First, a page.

Jeremy Corbyn has challenged Boris Johnson to a head-to-head TV debate during the election campaign.
The Labour leader's spokesman said Mr Corbyn was "committed" to holding a debate and they were "in discussion with the broadcasters".
Political leaders' TV debates have featured in the last three general elections in 2010, 2015 and 2017.
But Mr Johnson swerved a question earlier from Lib Dem Jo Swinson, who challenged him to a debate.
If the government's election bill is passed into law, as expected, then the UK will go to the polls on 12 December, after a five week campaign.
Early on in this summer's Tory leadership race, Mr Johnson was criticised by his opponents for avoiding media scrutiny, but he later took part in a head-to-head with rival Jeremy Hunt.
During that campaign, Mr Johnson said he was "very keen" on TV debates.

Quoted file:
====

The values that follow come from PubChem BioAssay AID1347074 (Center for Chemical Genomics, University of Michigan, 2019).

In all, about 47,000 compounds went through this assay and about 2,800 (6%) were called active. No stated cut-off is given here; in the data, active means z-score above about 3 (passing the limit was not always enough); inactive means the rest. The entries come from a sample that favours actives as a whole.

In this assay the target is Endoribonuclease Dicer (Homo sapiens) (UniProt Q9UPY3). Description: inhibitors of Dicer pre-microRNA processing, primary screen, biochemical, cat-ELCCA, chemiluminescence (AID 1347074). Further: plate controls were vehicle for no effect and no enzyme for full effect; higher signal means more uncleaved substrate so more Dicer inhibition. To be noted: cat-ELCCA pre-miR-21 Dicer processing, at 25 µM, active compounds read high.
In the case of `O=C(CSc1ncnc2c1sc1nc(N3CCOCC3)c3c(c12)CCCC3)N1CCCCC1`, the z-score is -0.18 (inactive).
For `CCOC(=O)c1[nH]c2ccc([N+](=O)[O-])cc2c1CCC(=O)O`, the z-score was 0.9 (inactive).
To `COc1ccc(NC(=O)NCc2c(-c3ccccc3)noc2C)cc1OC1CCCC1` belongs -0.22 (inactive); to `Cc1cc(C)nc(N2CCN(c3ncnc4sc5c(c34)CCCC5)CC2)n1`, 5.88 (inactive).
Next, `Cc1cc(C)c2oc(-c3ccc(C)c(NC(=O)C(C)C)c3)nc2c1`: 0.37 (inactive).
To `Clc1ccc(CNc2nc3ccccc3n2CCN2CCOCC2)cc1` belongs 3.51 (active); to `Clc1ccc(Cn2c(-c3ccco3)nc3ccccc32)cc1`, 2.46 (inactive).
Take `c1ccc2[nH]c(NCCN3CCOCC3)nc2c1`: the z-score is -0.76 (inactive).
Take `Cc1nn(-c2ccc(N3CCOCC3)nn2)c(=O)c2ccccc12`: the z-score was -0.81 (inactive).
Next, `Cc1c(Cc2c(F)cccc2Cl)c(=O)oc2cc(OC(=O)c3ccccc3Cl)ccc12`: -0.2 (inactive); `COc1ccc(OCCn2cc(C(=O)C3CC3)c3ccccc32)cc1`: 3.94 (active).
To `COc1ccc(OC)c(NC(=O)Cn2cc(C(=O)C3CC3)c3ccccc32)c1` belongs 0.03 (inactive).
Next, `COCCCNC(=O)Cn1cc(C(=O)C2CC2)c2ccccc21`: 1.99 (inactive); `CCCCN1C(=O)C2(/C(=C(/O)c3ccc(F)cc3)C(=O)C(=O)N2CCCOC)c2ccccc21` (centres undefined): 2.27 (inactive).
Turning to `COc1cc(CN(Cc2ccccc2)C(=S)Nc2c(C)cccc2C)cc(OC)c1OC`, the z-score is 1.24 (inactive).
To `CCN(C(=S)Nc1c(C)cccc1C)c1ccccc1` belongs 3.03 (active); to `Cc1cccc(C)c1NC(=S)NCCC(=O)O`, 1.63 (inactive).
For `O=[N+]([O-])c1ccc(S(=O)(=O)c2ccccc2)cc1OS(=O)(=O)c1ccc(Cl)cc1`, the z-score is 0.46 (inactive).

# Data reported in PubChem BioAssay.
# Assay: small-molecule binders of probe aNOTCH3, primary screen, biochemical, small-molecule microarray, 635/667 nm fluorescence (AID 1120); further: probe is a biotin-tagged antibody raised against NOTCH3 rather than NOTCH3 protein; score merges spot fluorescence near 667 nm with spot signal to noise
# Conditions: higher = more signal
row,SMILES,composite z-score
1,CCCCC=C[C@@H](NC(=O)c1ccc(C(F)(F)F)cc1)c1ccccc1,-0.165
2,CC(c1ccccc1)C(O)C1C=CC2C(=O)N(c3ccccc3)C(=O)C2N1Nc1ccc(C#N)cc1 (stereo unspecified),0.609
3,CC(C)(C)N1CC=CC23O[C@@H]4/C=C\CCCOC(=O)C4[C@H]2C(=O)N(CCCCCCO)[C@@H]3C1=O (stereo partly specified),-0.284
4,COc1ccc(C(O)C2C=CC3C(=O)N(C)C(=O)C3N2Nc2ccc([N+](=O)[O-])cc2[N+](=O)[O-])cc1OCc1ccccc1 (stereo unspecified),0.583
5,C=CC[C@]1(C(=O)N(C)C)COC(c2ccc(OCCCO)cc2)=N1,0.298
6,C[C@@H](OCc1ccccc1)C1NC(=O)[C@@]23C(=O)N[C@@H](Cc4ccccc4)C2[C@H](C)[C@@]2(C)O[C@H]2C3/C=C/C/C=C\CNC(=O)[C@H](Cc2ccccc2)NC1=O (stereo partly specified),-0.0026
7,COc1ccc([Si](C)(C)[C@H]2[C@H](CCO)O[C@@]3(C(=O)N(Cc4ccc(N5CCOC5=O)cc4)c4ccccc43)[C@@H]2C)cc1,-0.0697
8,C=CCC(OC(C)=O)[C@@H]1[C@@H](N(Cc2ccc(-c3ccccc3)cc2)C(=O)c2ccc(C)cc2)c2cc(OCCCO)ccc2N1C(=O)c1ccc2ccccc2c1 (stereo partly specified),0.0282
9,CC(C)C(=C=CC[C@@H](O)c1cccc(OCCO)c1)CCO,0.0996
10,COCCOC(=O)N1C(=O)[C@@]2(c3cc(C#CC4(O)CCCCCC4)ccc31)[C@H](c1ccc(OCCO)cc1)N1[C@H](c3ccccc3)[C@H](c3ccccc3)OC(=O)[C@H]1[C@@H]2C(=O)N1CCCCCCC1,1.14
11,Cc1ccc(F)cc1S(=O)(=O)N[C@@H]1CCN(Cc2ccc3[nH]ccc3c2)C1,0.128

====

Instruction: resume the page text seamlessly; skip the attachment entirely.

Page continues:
Mr Corbyn's spokesman said: "As we demanded of Theresa May and she refused to agree, we would challenge Boris Johnson to agree today to head-to-head TV debates in this campaign."
However, when asked about a three-way discussion with Ms Swinson, the spokesman replied: "There are only two people who can be prime minister at the end of this campaign and I think the British public have a clear right to see them debate head-to-head on TV and hear their cases."
In 2017, then Conservative Party leader Theresa May declined to take part in TV debates ahead of the general election, saying she preferred "to get out and about and meet voters".
Instead, then Home Secretary Amber Rudd stood in for Mrs May during a BBC debate.
At Prime Minister's Questions, Liberal Democrat leader Ms Swinson told MPs that voters "deserve better than a choice between the two tired old parties", adding: "So will the prime minister commit today to take part in those three-way debates or is he going to run scared?"
Mr Johnson replied: "What the people of this country want is their promises kept.
"I'm not disposed to believe in the promises of the Liberal Democrats when their leaflets in London say they want to revoke the result of the referendum and their leaflets in the south-west of the country don't mention Brexit at all."